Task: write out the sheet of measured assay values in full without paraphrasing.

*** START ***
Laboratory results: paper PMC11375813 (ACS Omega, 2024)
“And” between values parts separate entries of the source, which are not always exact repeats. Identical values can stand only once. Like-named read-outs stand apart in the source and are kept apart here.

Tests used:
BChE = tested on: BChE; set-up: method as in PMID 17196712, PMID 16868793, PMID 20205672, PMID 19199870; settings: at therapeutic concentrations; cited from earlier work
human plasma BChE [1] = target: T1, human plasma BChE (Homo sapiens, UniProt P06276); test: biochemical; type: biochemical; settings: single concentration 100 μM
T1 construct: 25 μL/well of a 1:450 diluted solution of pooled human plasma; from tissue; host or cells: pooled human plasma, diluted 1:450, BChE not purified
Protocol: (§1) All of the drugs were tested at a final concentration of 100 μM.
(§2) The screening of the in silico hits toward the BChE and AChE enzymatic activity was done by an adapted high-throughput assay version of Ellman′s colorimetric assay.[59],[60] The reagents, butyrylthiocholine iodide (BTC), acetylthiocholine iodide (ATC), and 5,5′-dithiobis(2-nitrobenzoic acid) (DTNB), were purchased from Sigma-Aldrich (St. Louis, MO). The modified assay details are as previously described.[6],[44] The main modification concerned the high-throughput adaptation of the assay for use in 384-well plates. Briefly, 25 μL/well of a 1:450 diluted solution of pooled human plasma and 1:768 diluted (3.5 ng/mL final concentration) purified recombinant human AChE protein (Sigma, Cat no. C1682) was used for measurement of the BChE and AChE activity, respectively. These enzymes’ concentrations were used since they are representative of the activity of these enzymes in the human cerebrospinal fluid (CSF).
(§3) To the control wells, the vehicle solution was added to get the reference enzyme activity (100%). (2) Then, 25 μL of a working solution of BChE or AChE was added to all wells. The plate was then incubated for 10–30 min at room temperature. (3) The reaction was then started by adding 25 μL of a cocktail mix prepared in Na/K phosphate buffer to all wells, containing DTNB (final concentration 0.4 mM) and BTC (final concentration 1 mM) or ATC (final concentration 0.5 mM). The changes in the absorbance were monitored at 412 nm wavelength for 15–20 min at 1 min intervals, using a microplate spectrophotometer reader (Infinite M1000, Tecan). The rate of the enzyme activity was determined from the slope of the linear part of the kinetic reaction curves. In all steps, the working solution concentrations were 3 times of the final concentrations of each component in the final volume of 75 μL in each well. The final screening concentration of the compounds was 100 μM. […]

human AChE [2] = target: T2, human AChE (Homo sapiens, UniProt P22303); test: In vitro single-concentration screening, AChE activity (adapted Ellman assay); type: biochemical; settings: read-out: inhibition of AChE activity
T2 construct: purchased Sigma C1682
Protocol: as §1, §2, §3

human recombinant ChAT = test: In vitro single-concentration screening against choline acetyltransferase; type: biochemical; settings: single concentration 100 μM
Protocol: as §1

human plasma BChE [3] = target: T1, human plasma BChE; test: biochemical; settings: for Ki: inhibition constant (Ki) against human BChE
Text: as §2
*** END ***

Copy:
Laboratory results: paper PMC11375813 (ACS Omega, 2024)
“And” between values parts separate entries of the source, which are not always exact repeats. Identical values can stand only once. Like-named read-outs stand apart in the source and are kept apart here.

Tests used:
BChE = tested on: BChE; set-up: method as in PMID 17196712, PMID 16868793, PMID 20205672, PMID 19199870; settings: at therapeutic concentrations; cited from earlier work
human plasma BChE [1] = target: T1, human plasma BChE (Homo sapiens, UniProt P06276); test: biochemical; type: biochemical; settings: single concentration 100 μM
T1 construct: 25 μL/well of a 1:450 diluted solution of pooled human plasma; from tissue; host or cells: pooled human plasma, diluted 1:450, BChE not purified
Protocol: (§1) All of the drugs were tested at a final concentration of 100 μM.
(§2) The screening of the in silico hits toward the BChE and AChE enzymatic activity was done by an adapted high-throughput assay version of Ellman′s colorimetric assay.[59],[60] The reagents, butyrylthiocholine iodide (BTC), acetylthiocholine iodide (ATC), and 5,5′-dithiobis(2-nitrobenzoic acid) (DTNB), were purchased from Sigma-Aldrich (St. Louis, MO). The modified assay details are as previously described.[6],[44] The main modification concerned the high-throughput adaptation of the assay for use in 384-well plates. Briefly, 25 μL/well of a 1:450 diluted solution of pooled human plasma and 1:768 diluted (3.5 ng/mL final concentration) purified recombinant human AChE protein (Sigma, Cat no. C1682) was used for measurement of the BChE and AChE activity, respectively. These enzymes’ concentrations were used since they are representative of the activity of these enzymes in the human cerebrospinal fluid (CSF).
(§3) To the control wells, the vehicle solution was added to get the reference enzyme activity (100%). (2) Then, 25 μL of a working solution of BChE or AChE was added to all wells. The plate was then incubated for 10–30 min at room temperature. (3) The reaction was then started by adding 25 μL of a cocktail mix prepared in Na/K phosphate buffer to all wells, containing DTNB (final concentration 0.4 mM) and BTC (final concentration 1 mM) or ATC (final concentration 0.5 mM). The changes in the absorbance were monitored at 412 nm wavelength for 15–20 min at 1 min intervals, using a microplate spectrophotometer reader (Infinite M1000, Tecan). The rate of the enzyme activity was determined from the slope of the linear part of the kinetic reaction curves. In all steps, the working solution concentrations were 3 times of the final concentrations of each component in the final volume of 75 μL in each well. The final screening concentration of the compounds was 100 μM. […]

human AChE [2] = target: T2, human AChE (Homo sapiens, UniProt P22303); test: In vitro single-concentration screening, AChE activity (adapted Ellman assay); type: biochemical; settings: read-out: inhibition of AChE activity
T2 construct: purchased Sigma C1682
Protocol: as §1, §2, §3

human recombinant ChAT = test: In vitro single-concentration screening against choline acetyltransferase; type: biochemical; settings: single concentration 100 μM
Protocol: as §1

human plasma BChE [3] = target: T1, human plasma BChE; test: biochemical; settings: for Ki: inhibition constant (Ki) against human BChE
Text: as §2